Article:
When I went to college I got my first ipod, and was never without my ear buds while studying. Often studying would turn into writing as some piece struck my fancy and imaginative ideas bubbled through my mind.

Now whenever I am working on a story I develop a soundtrack. A score, if you will, to the piece I am trying to create. Inspiration on repeat.

A Chance Encounter in Pemberley Woods

While working on my first every published novella (!!!), I listened to a combination of soundtrack music and classical pieces that might have been popular in Jane Austen’s day. I thought it might be fun to share a few.

Yes! from Jane Eyre, music by Dario Marianelli

I was taken by this music the first time I heard it. It elevated the scene in the movie to something that pulled at my very heart. When I found out it was composed by Dario Marianelli, my intense reaction made sense. Many pieces in my music library are by Dario Marianelli.

Piano Concerto No. 23 Adagio by Mozart

I almost feel as if anything I say will seem pretentious. It’s Mozart. It’s brilliant. And I love to imagine Georgiana playing this piece!

There are others of course. The entire soundtrack to the 2005 film adaptation of Pride & Prejudice (Dario Marianelli, again). The music from the 1995 adaptation of Sense and Sensibility. Patrick Doyle is amazing!

As the slightly scary Berlioz said, “So many musical ideas…!” I look forward to sharing more of mine.

A Happy Discovery

How did I not know about this?

Have you ever made a discovery that made you say, “How did I not know about this!”? That’s me today with the discovery of The Meryton Assembly and the subsequent fan fiction posting board A Happy Assembly, or AHA. A friend pointed me to the site today, and I felt my jaw drop as I perused the page.


Photo by Leah Kelley on Pexels.com

It’s filled with Jane Austen Fan Fiction, or JAFF for short. To be sure, I knew all about JAFF. I spend a great deal of time reading and writing it after all! But I honestly had no idea about the existance of a site that was dedicated to the sharing of free JAFF and community building.

Needless to say, I signed up immediately.

Embarrassing as this may be…

I must admit that there is another reason I am astounded that I was not familiar with AHA before today. My publisher, Meryton Press, is directly connected to The Meryton Assembly. I’ll just go hide at the breakfast table now, drinking my tea and hoping Captain Wentworth doesn’t stumble upon me in all my embarrassment.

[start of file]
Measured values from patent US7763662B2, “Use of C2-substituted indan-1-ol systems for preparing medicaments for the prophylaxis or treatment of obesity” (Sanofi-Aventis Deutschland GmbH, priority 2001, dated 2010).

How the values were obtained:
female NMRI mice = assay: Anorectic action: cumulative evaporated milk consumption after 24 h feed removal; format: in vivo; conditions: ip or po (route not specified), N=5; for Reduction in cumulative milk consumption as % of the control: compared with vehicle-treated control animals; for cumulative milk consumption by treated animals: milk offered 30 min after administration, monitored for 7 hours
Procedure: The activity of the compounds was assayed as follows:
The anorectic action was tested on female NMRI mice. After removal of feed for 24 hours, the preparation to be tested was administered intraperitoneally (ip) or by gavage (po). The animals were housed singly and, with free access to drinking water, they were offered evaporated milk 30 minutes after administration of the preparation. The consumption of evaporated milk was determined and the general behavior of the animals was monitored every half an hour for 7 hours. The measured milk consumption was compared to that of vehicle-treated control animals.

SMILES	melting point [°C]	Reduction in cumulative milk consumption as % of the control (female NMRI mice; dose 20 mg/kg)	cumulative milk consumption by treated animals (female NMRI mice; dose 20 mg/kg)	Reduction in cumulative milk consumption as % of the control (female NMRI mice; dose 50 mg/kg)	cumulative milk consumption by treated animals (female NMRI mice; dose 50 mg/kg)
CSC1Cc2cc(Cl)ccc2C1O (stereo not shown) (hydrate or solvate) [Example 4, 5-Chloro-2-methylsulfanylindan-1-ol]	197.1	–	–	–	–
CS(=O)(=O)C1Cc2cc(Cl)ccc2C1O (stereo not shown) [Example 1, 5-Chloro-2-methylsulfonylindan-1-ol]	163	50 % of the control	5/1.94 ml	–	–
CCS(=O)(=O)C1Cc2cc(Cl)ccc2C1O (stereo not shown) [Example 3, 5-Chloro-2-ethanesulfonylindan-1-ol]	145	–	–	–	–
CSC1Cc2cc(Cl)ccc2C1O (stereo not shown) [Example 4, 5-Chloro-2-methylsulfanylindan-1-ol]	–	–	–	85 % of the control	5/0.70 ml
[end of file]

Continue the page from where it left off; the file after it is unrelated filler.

Pride and Prejudice and Fairy Tales

Miss Bennet? Could that possibly be you?

Today I share with you an idea that struck me some weeks ago. I have not been able to let it go, and so I believe it will develop into a full-fledged story. I love fairy tales. I love Jane Austen. In fact, my senior thesis paper was about fairy tales in the works of Jane Austen. Ah, college.

Inspiration, ideas, and knights

I shared the idea of somehow turning Pride and Prejudice into a more straightforward Cinderella story. And my idea-man knight said, “You could do all the fairy tales.”

He’s a man of few words. But what fun! All my favorite Jane Austen works and all of my favorite fairy tales? Yes, please. Alas, that is as far as I’ve gotten. Well, that’s not quite true. A lovely scene involving Elizabeth, Jane, Darcy, and Bingley at a ball has been swirling around my head. I hope to put fingers to keys soon and hash it out.

Music To Write By

Sweeping Classical

I always listen to music when I write, unless it is physically impossible. These days I’ve been working my way through a lovely book called Year of Wonder: Classical Music to Enjoy Day by Day by Clemency Burton-Hill. Through it I’ve discovered two new favorites that I find so achingly beautiful I had to share them.

Gustav Mahler

First is the above piece by Mahler. It’s the Adagietto from his Symphony No. 5, and it is just stunningly beautiful. The story goes that Mahler wrote this piece as a love letter of sorts to his wife, Alma. The music alone is enough to move me, but then add that bit about the love letter and I’m imagining all kinds of stories in my head. Oh, and this work was also largely composed while Mahler was visiting his summer cottage. So we have a beautiful piece of music, a love letter, and a summer cottage. The imaginative mind starts to bubble.

Edward Elgar

Another piece I discovered through Burton-Hill’s book, Edward Elgar’s Cello Concerto in E Minor, Op. 85: I. Adagio – Modereto. Don’t ask me what any of that musical notation means, because I do not know. All I know is that this music, composed right after World War I, is achingly beautiful. A bit of interesting history: the piece was not well received when first performed, owing at least in part to a lack of rehearsal time for the soloist. Its popularity stems from this beautiful interpretation of the work by cellist Jacqueline du Pre. You can read more about that here if you are interested.

Credit where it’s due

I have to give a nod to one of my all-time favorite podcasts, That Classical Podcast, for introducing me to both these pieces before I ever came across Burton-Hill’s book. If you’ve not heard of That Classical Podcast, please do go check it out. Two young people talk about their love of classical music while cracking my kind of ridiculous jokes. It doesn’t hurt that they are British, or that they are both artists in their own right. Seriously, check them out.

Not my usual fare

I usually listen to soundtrack music while I write. I actually create whole playlists for each writing project. I’ll be sharing more of my favorite pieces here soon, because I just feel like inspiration should be shared.